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COVID–19 Teacher Diary: Three Middle Grade Novels to Nurture Student Connection

Welcome to the fourth post in the 49th Teachers COVID–19 Teacher Diary, a new blog series that takes a look at how teachers are coping with the pandemic.

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Written by York Region District School Board Teacher-Librarian Geoffrey Ruggero

If you’re looking for middle grade reads with strong, inspirational, female protagonists, then pick up any one of these absorbing novels by Michelle Kadarusman. She combines her intimate knowledge of places she has called home, with elements of art and nature, and the difficulties of growing up, to create stories that create a connection between reader and character.

Whether sneaking around a quiet library, dealing with the hustle and bustle of a big city market, or standing in the depths of a jungle, Kadarusman’s intense attention to detail makes the reader feel as though they are immersed in the setting. Students will be swept away to different parts of the world in each of her novels, and they will no doubt look to make deeper connections to the learning that comes with reading her books.

During a time when teachers are looking for unique ways to connect with their students, each of these books would work well as a shared read-aloud that offers different paths in terms of extending one’s learning.

Girl of the Southern Sea introduces the reader to 14 year-old Nia, living in the middle of Jakarta, Indonesia. With her mother gone, a father that has a drinking problem, and the responsibility of caring for a younger sibling, the odds seem stacked against Nia. Having to overcome one obstacle after another would be enough for any teenage girl to conform to the expectations of her society. But Nia is a gifted storyteller, and she has dreams of sharing her talent with the word. Themes of honesty, perseverance, and responsibility will keep the reader engaged until the very end.

Learning Connection: While reading this book, it is apparent that many families who are new to Canada would be able to make strong connections to some of the characters and settings. It would be wonderful to have students read Nia’s story, and then seek out, and connect with refugees living in their neighbourhood. This could lead to a greater understanding of how it feels to leave home with the hope of fulfilling one’s dreams.

In The Theory of Hummingbirds, Alba has had to grow up enduring the difficulty of being born with a club foot. Young people just want to “fit in”, and Alba is no different, but her unique circumstances pose a difficult challenge. Along the way, she discovers that being ordinary is not necessarily all it’s cracked up to be.

This year, instead of helping to organize and run the school’s annual run, she wants to participate. Determined to prove her doctor, mother, and friends wrong, she will stop at nothing to be in the race. Kadarusman weaves helpful advice about dealing with the stress that comes with growing up throughout the story. Maintaining close relationships, and persevering to overcoming difficulties, are issues that all young people can relate to. Alba’s story can inspire young readers to deal with these challenges in a positive way.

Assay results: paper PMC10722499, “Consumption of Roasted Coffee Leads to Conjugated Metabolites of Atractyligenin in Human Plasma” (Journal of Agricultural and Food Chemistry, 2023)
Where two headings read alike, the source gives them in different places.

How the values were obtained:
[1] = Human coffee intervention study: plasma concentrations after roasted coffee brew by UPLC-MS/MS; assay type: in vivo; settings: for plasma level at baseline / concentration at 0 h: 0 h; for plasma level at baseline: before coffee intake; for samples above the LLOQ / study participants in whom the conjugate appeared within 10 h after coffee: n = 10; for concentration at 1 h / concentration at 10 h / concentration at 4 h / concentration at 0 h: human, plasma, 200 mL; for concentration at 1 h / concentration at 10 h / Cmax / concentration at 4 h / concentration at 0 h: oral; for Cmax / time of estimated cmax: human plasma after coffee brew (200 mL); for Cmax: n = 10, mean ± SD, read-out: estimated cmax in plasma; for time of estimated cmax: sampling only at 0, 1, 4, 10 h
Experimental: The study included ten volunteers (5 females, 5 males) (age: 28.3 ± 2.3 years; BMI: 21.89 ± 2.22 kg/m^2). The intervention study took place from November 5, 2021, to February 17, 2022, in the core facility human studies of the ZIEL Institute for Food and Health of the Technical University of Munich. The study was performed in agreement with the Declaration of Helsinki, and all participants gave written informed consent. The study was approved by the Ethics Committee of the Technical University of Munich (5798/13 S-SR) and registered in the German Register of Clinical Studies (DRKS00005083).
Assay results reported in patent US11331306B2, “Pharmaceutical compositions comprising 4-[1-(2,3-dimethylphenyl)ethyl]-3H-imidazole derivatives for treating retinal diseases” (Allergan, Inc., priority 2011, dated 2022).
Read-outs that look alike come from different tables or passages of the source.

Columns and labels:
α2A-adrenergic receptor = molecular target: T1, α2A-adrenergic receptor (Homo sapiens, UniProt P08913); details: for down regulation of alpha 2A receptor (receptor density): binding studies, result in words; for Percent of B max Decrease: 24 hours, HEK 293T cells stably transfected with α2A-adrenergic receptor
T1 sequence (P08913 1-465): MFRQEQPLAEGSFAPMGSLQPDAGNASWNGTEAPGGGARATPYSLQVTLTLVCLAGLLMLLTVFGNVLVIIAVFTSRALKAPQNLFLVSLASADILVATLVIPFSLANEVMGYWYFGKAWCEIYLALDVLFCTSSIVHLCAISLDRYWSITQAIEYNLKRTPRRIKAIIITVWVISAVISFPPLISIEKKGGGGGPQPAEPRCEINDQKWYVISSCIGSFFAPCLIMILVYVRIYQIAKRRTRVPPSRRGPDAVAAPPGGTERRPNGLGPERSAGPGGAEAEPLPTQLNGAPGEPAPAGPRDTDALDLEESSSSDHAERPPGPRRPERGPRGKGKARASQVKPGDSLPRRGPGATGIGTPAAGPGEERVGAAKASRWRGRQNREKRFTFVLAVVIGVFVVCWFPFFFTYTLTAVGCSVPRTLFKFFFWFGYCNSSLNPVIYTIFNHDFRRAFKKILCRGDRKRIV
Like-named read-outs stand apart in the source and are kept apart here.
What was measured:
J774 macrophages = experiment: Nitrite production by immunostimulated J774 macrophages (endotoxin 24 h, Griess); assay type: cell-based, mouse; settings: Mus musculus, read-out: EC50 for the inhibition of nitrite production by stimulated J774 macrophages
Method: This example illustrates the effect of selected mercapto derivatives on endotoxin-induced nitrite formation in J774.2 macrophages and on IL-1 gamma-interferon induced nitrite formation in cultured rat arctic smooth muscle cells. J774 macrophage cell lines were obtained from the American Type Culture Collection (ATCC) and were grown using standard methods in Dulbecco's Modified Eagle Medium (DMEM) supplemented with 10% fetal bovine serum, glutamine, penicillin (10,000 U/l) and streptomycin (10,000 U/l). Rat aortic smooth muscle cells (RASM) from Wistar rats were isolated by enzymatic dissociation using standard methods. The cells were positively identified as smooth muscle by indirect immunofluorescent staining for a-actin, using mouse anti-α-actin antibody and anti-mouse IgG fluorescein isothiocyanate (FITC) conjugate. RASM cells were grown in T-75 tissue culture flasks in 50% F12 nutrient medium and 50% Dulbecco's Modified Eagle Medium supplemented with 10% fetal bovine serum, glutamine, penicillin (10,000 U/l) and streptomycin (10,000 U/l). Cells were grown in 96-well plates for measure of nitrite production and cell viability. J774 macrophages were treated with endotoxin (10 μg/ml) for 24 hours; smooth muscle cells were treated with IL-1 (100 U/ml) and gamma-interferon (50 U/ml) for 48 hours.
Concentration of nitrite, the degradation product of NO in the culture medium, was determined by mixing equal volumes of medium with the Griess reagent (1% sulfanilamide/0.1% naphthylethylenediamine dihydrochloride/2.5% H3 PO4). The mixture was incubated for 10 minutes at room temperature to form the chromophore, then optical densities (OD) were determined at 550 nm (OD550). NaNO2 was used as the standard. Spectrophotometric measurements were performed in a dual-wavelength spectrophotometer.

Learning Connection: Being inclusive is a prevalent topic in schools. While reading The Theory of Hummingbirds, teachers could use the strong example set by Alba as a way to show that anyone is capable of anything. Important lessons and connections can be made and students could use this story as a way to share their own stories of how they have to persevere despite obstacles.

Kadarusman’s latest novel, Music for Tigers, takes the reader deep into the jungles of Tasmania. Louisa is sent there to spend the summer with her Uncle Rufus. Naturally, she’d rather be back home in Canada, practicing the violin in order to prepare for an upcoming tryout. Much to her surprise, the trip turns out to be profoundly eye opening as she learns about her family history, and a secret they have been keeping from the world!

Learning Connection: The connection between art and nature plays an important role in bringing the story full circle. This novel would be an asset for educators looking to bring their teaching outdoors, and encourage students to find their own connections between nature and art.

Fighting for the survival of animals near extinction is an ongoing battle. Teachers could use this book as a way to connect their students with the many species that are on the verge of extinction. It wouldn’t necessarily have to take them around the world, as there are animals close to home that are close to suffering this fate. This is the type of learning that can happen remotely, and I’m sure students could create amazing media to show their learning, that can then be shared digitally.
    
Any one of these amazing stories can be the catalyst for some amazing student inquiry!

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Geoff

Since jumping at the opportunity to become a Teacher-Librarian, Geoffrey Ruggero has transformed the Learning Commons at a Maple Public School into a modern learning space. His passion for reading and making inspires students to bring their learning to life in many unique ways.

>> See all COVID–19 Crisis Teacher Diary posts

April 15, 2020
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